In the case of an audio tape recorder, however, the tape speed involves a considerably large error. Also, even the video tape recorder develops a tape speed error in a mode other than recording or reproduction, such as fast forward or rewind where the tape speed is not regulated. Description will be made of a method for detecting the taken-up tape length or remaining tape length indicated as time accurately even in such a case.

According to another embodiment, the rotational period of time of the supply reel or the take-up reel is measured twice successively, so that the resulting measurements Δt(n), Δt(n+1) (n: Number of revolutions counted as from the winding start of the reels) and the tape caliper thickness D are used to determine the tape running speed from the relations mentioned below.

Assume that n revolutions of a tape have already been wound on the take-up reel. The period of time Δtn and the n-th revolution is given below: ##EQU6## The period of time Δtn+1 for the (n+1)th revolution is expressed as below: ##EQU7## The tape running speed vn at the n-th revolution is almost the same as the tape running speed vn+1 at the (n+1)th revolution, and therefore, if they are expressed as v, then

vn =vn+1 =v                                      (13)

The equation (11) is substituted from equation (12), and equation (13) is substituted into the difference therebetween. ##EQU8## Thus, by using the equation (14), the tape running speed is calculated from the measurements Δt(n), Δt(n+1) and the tape caliper thickness D. By substituting the resulting value into equation (9) or (10), the remaining tape length or taken-up tape length indicated as time is calculated with high accuracy respectively. In similar manner, the measurement of the period of time Δt(n-1) at the (n-1)th revolution enables the remaining tape length or taken-up tape length indicated as time to be determined according to ##EQU9## Also it is possible to determine the remaining tape length or taken-up tape length indicated as time from measurements on several revolutions apart from each other.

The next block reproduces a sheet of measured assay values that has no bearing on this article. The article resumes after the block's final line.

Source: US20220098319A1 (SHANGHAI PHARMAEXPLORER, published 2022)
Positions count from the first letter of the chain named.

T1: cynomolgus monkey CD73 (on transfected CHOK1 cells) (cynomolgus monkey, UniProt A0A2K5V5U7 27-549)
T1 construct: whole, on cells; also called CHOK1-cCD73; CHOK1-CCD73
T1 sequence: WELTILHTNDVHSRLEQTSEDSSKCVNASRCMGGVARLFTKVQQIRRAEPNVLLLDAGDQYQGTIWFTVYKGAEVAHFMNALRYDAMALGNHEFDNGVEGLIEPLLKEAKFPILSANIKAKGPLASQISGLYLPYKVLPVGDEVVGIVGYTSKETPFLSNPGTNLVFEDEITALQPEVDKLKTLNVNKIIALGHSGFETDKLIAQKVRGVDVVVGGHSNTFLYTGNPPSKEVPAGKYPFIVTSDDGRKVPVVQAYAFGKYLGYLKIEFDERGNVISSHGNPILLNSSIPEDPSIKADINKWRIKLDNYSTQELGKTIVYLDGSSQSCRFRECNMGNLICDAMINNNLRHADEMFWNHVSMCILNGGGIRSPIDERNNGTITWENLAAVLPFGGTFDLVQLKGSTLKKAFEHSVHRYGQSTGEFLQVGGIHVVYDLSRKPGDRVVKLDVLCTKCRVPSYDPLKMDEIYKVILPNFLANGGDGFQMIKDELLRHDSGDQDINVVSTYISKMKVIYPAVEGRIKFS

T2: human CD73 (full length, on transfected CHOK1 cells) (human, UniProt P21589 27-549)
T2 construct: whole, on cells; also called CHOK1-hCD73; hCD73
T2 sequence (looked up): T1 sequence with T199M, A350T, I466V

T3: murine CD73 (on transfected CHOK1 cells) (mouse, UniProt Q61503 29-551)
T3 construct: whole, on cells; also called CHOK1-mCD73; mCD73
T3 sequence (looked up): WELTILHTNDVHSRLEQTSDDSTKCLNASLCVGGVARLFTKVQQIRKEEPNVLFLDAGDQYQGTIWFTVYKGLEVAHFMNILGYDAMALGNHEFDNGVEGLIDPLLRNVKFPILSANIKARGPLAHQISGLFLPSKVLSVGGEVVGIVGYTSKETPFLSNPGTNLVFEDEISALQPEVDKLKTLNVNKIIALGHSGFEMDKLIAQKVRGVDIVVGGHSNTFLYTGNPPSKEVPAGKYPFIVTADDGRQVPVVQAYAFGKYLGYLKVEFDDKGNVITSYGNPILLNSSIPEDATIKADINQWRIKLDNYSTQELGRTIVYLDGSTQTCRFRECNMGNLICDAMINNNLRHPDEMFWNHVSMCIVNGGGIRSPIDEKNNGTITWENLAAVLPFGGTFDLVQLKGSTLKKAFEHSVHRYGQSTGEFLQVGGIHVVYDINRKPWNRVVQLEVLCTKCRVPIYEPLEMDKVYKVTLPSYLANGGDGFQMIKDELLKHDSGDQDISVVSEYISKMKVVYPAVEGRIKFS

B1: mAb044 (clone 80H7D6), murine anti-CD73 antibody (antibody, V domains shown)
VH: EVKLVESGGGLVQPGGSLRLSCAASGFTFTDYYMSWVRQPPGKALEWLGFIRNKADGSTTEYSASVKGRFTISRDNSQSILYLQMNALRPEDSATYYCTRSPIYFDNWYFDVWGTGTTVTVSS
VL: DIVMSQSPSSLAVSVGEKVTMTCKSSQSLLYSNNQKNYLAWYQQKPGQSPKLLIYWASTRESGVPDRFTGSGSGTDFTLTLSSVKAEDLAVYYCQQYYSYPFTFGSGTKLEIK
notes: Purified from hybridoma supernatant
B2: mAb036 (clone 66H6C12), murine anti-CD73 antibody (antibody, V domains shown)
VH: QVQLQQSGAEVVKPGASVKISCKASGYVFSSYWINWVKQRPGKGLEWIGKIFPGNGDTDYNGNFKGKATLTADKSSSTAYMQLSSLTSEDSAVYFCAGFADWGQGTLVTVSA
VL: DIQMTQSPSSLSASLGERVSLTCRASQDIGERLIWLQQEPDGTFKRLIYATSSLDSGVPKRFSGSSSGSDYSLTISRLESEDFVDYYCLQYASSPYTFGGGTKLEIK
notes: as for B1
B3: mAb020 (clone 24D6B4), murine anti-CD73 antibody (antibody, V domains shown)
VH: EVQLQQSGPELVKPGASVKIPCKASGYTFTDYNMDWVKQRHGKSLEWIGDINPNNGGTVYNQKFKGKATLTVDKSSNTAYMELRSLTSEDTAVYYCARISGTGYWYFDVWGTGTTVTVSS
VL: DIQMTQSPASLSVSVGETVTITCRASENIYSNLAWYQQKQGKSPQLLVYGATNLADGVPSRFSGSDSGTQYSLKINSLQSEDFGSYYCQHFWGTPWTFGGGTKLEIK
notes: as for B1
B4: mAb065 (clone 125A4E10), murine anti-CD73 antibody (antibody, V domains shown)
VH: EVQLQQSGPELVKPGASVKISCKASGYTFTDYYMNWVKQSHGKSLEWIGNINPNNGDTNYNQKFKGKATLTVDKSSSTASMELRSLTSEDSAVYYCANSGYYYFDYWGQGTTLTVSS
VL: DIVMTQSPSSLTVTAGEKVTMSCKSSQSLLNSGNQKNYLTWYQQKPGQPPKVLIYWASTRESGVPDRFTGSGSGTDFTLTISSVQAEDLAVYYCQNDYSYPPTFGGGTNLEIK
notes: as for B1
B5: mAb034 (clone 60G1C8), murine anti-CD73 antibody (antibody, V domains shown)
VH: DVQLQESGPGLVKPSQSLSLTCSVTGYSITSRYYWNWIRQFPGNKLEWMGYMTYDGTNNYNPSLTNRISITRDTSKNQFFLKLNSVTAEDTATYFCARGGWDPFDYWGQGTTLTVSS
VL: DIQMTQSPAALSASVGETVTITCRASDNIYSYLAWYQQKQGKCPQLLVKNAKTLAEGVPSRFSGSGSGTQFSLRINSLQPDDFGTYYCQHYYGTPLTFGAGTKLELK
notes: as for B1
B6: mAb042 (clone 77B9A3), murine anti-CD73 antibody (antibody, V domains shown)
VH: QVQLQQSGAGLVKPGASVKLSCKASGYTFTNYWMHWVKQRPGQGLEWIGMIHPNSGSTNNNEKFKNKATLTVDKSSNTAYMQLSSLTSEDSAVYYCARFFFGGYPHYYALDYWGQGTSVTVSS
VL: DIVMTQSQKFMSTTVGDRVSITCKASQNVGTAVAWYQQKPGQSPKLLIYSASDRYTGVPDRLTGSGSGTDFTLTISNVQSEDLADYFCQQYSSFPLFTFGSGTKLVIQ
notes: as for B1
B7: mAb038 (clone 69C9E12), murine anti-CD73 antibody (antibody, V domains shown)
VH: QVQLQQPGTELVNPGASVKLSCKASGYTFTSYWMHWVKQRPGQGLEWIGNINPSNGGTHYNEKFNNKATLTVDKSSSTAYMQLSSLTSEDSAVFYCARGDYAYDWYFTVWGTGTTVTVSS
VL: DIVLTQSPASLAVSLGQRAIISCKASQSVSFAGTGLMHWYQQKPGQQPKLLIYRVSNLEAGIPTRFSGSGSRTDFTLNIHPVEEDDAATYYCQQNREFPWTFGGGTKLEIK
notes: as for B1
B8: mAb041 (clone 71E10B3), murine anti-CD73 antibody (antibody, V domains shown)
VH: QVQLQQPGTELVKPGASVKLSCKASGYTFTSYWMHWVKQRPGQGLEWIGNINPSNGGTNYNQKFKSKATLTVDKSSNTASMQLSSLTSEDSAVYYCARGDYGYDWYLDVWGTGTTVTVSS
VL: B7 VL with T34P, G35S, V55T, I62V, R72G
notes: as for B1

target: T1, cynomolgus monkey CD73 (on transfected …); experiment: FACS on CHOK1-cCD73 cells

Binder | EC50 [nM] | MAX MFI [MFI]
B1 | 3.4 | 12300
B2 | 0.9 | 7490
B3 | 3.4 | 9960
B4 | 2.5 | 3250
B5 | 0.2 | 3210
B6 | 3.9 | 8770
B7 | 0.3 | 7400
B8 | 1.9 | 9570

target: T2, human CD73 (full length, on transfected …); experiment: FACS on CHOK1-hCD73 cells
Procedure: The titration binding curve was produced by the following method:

Specific means for realizing the above-mentioned method will be explained with reference to FIGS. 6 and 7. FIG. 6 shows a block diagram showing a second embodiment of the present invention, and FIG. 7 a flow chart for explaining the operation of the microcomputer used in the embodiment of FIG. 6. Reference numeral 21a designates a detector of the angular velocity of the supply reel, which produces an angular velocity detection signal 25 for the supply reel. In similar fashion, the angular velocity detection signal 27 for the take-up reel is produced from the take-up reel angular velocity detector 26a. These reel angular velocity detection signals 25 and 27 are applied to the microcomputer 31a. The microcomputer 31a operates on the output of the highly stable oscillator 33a as a reference clock signal, and determines the angular velocities ω1 and ω2 by determining the number of the reference clock pulses applied thereto during one revolution of each reel. At the same time, the microcomputer 31a measures the values of Δtn and Δt(n+1) required for calculation of the tape running speed v. These values are processed according to the flow chart of FIG. 7, the remaining tape length indicated as time T1 or taken-up tape length indicated as time T2 is calculated by equation (9) or (10), and the resulting values are indicated as time length on the digital indicator 32.

In the flow chart of FIG. 7, the first step is to measure the rotational periods of time Δt1(n) and Δt2(n) of the supply reel 8 and the take-up reel 10, respectively. Further, the period of time Δt2(n+1) of the next revolution of either the supply reel or the take-up reel, for instance, the take-up reel, is measured. Then, the tape running speed v is calculated from the equation (14) on the basis of the measurements Δt2(n) and Δt2(n+1) and the tape caliper thickness D. By use of the tape speed v and the measurements Δt1(n) and Δt2(n), the remaining tape length indicated as time T1 is calculated from equation (9), thus selectively indicating the remaining tape length or taken-up tape length indicated as time. This routine is repeated.